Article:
The last excuse came with the recommendation that I call billing and have Internet taken off my account. When I called and shared my story, the person on the line said she would keep the Internet active in the event the line improves and she lowered my entire cable bill from approximately $160 a month to just $100. Being in a semi-rural area, I turned to a T-1 for my home Internet needs. I forgot about it for a year until I received a bill for more than $160. The honeymoon was over. A call to Comcast got no sympathy this time and no reduction in my bill. Over the past year I had learned from others that the excuses cited by Comcast were not acceptable. I requested a technician to come out and fix my Internet. It took a lot of work but a great technician found multiple issues that the previous technicians never found. We had high-speed cable Internet. It was great. It worked.
Then mid-March, a county worker was tearing up an adjacent road and severed the Comcast line. I knew this was the beginning of the end. He told my wife he had reported the down line. Cable and Internet were affected. This was early morning. I called Comcast and reported it was down and why. I was told by the woman on the phone that my house is the only house down and my problem is not a cut cable. She scheduled a technician to come out in about a week, which was the earliest available. All my home service calls are for four to seven days out. My office service calls are shorter at an average of two days out. Regardless, I check with my neighbors and discover we’re all out. We all call Comcast to report our outage and reason: line cut at road. We are all given individual service appointments.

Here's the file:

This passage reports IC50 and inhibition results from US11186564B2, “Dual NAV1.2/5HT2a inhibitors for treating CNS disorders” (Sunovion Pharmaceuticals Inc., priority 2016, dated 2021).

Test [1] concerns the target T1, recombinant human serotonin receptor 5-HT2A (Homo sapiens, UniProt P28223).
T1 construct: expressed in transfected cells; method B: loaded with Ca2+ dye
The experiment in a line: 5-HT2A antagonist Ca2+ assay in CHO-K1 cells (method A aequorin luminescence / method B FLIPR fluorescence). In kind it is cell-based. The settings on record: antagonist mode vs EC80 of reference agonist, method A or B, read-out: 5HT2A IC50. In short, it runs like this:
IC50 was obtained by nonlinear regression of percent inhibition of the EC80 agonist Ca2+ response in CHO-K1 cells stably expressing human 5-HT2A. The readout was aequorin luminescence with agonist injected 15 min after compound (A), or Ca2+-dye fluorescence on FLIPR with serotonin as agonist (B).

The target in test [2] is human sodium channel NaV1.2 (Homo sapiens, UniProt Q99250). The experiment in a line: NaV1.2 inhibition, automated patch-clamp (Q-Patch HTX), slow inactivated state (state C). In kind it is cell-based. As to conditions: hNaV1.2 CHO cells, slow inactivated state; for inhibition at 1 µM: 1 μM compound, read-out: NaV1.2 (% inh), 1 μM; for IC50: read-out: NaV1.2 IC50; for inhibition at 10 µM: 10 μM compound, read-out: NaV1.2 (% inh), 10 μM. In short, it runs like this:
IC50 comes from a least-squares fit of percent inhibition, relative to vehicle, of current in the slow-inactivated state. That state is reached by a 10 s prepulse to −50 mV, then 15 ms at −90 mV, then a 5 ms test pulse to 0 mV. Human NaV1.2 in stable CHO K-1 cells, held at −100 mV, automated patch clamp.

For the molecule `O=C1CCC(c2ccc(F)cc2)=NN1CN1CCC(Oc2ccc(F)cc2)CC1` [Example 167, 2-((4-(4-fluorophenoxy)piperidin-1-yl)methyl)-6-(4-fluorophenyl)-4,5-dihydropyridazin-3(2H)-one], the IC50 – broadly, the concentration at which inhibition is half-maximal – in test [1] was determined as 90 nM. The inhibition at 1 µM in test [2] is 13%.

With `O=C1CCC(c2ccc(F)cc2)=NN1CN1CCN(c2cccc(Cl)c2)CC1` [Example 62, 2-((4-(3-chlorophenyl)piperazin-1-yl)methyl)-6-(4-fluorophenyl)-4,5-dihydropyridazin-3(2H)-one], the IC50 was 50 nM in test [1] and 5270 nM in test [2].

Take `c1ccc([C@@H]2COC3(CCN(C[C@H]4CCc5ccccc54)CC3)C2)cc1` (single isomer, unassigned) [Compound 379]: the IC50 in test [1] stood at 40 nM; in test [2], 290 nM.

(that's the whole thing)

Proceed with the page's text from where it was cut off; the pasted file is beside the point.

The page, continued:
Finally, after 5pm, I call Comcast again and share my outrage that the cut line hasn’t been fixed and that my neighbors have all called in to report this many hours ago. The person on the phone gets a supervisor and finally a report is given to the proper department to fix the line. It is fixed within two hours. The person I called apologized saying there is no way to note a cut line on their computer systems. That’s why he had to escalate to his supervisor after he looked up our address and found all my neighbors had reported being down. Is Comcast really that bad? Do they not have a system that shows a cluster of outages? Does their computer system not allow you to report a cut line on a street?
Despite service being restored, my Internet wouldn’t hold a connection for very long. Sometimes, it would last a few hours. Only twice has it lasted overnight.